What technology does, and does quite well, is make learning materials more accessible, more equitable, more up to date, and better suited to individuals. And importantly, it automates tedious tasks like roll call and grading so teachers have more time for students.

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Categories: Classroom management, Computer skills, Teaching | Leave a comment

Summer Professional Development from Ask a Tech Teacher

professional developmentSummer is coming, and so is Summer Tech Learning! Join me with a great group of professionals (who will quickly become your best online friends) for one or more of these five classes on tech topics you want to learn.

Note: Early Bird special for those who sign up by May 15th: Use coupon code SUMMERPD to get 10% off!

There are five options, four of them detailed below:

At the completion, you get 18-24 hours of professional development credit (depending upon which course you take) and a Certificate of Completion itemizing your accomplishments.

There are two ways to sign up–

  • sign up as an individual (not available for 20 Webtools in 20 Days–K-8 Tech Curriculum edition)
  • sign up as a group of five and save 30%!

You can use your personal credit card, school card, or a school PO.

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Categories: Computer skills, Teaching | Tags: , | Leave a comment

Subscriber Special: August

tech in the classroom

Every month, subscribers to Ask a Tech Teacher get a free/discounted resource to help their tech teaching.

August 1-10

169 Real-World Ways to Put Tech into Your Class NOW

get 10% off with coupon code SUBSCRIBERSPECIAL

169 Real-World Ways to Put Tech Into Your Class Now provides 1) an overview of the tech topics most important to your teaching, and 2) practical strategies to address common classroom tech problems. Each tip is less than a page long–many only a third of a page. The goal: Give you what you need to know without a long learning curve. Topics include iPads, Chromebooks, assessment, differentiation, social media, security, writing, and more.

Here are some images from the curriculum:

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Categories: AATT Materials, Computer skills, Tech tips | Leave a comment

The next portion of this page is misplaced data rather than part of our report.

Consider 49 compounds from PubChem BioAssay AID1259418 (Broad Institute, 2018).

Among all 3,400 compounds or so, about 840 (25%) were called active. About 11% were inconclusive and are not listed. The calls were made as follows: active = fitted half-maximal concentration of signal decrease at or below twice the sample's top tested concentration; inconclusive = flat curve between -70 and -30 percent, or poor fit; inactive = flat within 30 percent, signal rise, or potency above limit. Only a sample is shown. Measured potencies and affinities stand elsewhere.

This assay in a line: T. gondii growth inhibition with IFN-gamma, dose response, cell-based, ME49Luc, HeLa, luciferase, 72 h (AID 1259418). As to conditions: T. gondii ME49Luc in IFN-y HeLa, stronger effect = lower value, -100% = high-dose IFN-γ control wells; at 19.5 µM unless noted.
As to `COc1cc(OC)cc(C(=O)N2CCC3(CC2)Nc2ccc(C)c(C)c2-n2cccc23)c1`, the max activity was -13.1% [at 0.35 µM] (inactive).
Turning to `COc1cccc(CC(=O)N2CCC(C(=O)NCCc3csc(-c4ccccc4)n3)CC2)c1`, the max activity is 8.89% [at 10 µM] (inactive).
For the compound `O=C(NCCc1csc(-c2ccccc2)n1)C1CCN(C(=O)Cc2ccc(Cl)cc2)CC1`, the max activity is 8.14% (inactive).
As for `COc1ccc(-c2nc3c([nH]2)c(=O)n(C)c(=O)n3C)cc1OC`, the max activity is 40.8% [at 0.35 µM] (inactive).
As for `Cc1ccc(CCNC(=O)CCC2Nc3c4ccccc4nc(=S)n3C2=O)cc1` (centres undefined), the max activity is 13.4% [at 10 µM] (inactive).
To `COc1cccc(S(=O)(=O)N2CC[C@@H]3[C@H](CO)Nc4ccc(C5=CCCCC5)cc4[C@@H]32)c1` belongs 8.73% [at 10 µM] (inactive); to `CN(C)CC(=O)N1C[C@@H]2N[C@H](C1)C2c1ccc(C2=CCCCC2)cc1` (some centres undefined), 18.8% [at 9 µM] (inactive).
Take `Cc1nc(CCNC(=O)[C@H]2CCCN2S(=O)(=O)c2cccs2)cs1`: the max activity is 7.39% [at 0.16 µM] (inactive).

Summer Classes–from Ask a Tech Teacher

summer online classesSummer is coming, and so is Summer Tech Learning! Join me with a great group of professionals (who will quickly become your best online friends) for one or more of these four classes on tech topics you want to learn.

Note: Early Bird special for those who sign up by May 15th: Use coupon code SUMMERPD to get 10% off!

There are four options, detailed below:

Sign up now–

  • it’s all online, with a lot of 1:1 assistance, so space is limited
  • in many cases, you get lots of materials as soon as you sign up. Take from now until start-of-class to preview them.

The Tech-infused Teacher (formerly known as Summer PD)

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Categories: Computer skills, Teaching | Tags: , | 2 Comments

What are Good Tech Goals for Students?

technology goalsA frequent question from readers revolves around technology goals for students. It’s tempting to phrase goals like:

4th graders can create a chart in a spreadsheet 

or:

80% of 5th graders can complete ten skills in MS Word (or Google Docs)

But that’s not what technology is about. Technology supports a curriculum. It’s the pencils and books of our digital world. It scaffolds learning, making it blended, normative, rigorous, and granular. The metric for measuring technology skills isn’t a rubric with a list of skills (i.e., add a border, include a hyperlink, and changed the font color). Rather, it’s evidence of the transfer of knowledge: Did the student use technology to further his/her educational journey?

Here are seven authentic technology goals that are scalable to your needs and can be spiraled up or down as required:

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Categories: Computer skills | Tags: | 4 Comments

A Holiday Card in Publisher

Greeting cards are easy enough for second graders–even early readers. Using MS Publisher, pick a template, add a picture to personalize, add their name–and they’re done. It takes about 15 minutes. Kids always feel great about creating these greeting cards: (more…)

Categories: 2nd, 3rd Grade, 5th Grade, Art, Computer skills, DTP, Freebies/Discounts, Holidays, Lesson plans, Parents | Tags: | 1 Comment